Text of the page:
Which leads me to scrambled eggs. And the next movie citation du jour. I’m a fan of dreamers who get back up and keep on keepin’ on. Who can’t relate to that guy? One of my all time favorite cinematic moments is the closing scene from THE BIG NIGHT

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about two Italian brothers, facing foreclosure on their restaurant, gamble everything they’ve got (and then some) on one, big night, when a legendary Italian crooner Louis Prima, will come to dinner. His visit will be leaked to the press and the paparazzi with show and champagne will flow and Paradise, the struggling restaurant, will indeed be found. Well…suffice it to say misadventures ensue, the whole thing boils out of control, and the next morning, the alternately warring then loving brothers get up, not knowing if they’ve saved their restaurant or not, shuffle to the kitchen and make some eggs.

It is this simple act of making some eggs that gets to me. It’s what we do. We get up and make some eggs. We understand that in civilized society, whether we like it or not, conventions, restrictions, regulations and sometimes utility tyrants with heavy equipment throw mountains of baking soda on our fiery passions. We have obligations. People and pets are depending on us. They make our lives more meaningful. When stuff blows up, we sit down, have some food with the people we love and figure out what’s next.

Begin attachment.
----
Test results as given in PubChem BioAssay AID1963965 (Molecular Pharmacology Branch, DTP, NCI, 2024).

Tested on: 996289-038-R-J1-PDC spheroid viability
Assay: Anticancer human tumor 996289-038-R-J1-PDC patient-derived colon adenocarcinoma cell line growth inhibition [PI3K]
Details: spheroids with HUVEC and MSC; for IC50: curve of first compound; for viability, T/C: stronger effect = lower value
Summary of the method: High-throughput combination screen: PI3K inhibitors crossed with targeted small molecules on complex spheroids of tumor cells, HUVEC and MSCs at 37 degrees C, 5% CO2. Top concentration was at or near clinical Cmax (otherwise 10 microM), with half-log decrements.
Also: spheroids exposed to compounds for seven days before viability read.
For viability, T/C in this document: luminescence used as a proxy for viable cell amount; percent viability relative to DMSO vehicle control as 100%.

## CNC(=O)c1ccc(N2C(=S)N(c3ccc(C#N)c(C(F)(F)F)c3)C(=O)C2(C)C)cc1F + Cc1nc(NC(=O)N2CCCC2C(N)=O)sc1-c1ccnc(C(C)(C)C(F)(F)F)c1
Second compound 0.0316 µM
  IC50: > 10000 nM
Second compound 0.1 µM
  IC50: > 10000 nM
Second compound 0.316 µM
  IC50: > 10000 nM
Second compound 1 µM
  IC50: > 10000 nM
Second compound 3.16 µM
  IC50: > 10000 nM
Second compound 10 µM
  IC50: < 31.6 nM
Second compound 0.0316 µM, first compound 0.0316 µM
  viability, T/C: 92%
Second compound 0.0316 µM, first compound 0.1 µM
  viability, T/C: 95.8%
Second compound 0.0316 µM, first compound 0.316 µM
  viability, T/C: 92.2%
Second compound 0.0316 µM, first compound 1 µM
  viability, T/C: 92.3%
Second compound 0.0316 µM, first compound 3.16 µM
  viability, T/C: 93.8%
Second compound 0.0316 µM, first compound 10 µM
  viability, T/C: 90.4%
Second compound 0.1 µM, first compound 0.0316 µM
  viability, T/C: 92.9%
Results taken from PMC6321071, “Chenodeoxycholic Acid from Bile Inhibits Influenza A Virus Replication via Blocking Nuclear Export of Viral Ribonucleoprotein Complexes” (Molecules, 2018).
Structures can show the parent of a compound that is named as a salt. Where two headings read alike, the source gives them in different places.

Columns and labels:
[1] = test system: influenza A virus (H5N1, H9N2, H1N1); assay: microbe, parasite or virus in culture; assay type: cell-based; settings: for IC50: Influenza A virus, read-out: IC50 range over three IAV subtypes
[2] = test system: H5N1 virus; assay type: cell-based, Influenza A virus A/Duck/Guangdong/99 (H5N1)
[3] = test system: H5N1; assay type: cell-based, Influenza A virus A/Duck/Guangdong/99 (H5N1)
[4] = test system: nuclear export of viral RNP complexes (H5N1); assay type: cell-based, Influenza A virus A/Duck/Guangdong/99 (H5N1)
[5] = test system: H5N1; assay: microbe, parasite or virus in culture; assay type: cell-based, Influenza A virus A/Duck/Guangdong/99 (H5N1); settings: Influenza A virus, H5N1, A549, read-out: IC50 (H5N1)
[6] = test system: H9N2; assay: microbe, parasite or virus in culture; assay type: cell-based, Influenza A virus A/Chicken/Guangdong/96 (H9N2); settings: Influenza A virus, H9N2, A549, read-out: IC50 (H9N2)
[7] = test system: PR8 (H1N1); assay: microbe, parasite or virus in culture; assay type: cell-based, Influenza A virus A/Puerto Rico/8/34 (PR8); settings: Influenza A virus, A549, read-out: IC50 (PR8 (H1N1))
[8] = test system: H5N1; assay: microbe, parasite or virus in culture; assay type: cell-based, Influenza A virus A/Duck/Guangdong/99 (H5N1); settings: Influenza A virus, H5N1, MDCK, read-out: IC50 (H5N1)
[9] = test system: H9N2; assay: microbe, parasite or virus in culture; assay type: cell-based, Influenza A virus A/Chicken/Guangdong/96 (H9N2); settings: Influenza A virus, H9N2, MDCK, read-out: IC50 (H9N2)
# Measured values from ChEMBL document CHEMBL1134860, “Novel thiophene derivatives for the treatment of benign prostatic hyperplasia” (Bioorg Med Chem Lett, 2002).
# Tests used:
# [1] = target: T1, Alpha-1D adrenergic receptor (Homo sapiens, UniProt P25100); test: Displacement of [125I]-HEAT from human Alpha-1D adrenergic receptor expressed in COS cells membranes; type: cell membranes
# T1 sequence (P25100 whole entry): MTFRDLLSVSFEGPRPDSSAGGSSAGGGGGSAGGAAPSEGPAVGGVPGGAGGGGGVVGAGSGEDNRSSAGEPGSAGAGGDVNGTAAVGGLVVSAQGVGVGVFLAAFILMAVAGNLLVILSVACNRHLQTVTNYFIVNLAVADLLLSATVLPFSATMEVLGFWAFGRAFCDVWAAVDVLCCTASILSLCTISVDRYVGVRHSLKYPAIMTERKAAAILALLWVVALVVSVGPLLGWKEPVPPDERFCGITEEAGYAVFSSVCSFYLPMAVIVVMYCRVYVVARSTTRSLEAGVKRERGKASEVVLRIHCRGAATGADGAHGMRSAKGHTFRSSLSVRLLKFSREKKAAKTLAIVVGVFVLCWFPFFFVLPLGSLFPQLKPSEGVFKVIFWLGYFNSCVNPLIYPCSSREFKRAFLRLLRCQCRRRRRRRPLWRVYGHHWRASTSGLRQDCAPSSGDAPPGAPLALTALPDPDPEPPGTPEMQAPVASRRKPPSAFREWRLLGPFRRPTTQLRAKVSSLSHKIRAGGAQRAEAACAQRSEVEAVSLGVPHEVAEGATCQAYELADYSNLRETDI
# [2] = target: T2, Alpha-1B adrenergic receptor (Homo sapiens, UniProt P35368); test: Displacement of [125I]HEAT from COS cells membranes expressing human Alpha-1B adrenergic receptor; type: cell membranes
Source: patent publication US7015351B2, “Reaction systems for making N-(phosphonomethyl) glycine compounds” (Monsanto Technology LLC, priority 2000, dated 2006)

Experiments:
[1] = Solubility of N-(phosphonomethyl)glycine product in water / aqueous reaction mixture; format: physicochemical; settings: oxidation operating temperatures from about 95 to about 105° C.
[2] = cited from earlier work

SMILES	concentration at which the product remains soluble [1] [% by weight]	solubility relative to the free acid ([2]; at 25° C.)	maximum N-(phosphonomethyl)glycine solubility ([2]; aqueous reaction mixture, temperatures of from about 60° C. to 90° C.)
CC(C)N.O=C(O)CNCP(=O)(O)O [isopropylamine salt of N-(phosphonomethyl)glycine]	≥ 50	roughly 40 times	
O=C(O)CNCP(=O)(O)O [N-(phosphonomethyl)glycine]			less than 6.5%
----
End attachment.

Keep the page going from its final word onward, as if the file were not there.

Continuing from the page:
Make some money. Make some eggs. Don’t let the world extinguish our dreams. The journey is worth it and so is the risk.


About Jean Ellen Whatley

Writer. Dreamer. Sometimes schemer. Journalist/memoirist/observer and sometimes constructive irritant. Prisoner of demon muses. Mother to four humans and two dogs. In my spare time, I delete phone numbers of former boyfriends.

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  1. Benny/Sue brown says:

    You go girl, we’ll be at the Oscars when you are! Love Sue

  2. Rose Hemlock says:

    Fabulous post, I thoroughly relate. Thank you for reminding us not to forget to be who we are (backhoes be damned).

  3. David Allen says:

    Ettore Bugatti, the famous eccentric and brilliant automobile creator, had his financial ups and downs also. After having his electricity to his factory shut off for non-payment for yet another time, he invited a high level official from the French power company out to his factory. After apologizing for his company’s tardiness in paying its electric bills, he proceeded to lead his guest to a new building that had recently been built. He then presented his new power generating station to the gentleman and politely informed him that his company’s electrical services would no longer be needed.
    After you sign your movie deal, have a well drilled and tell Mo water to bugger off.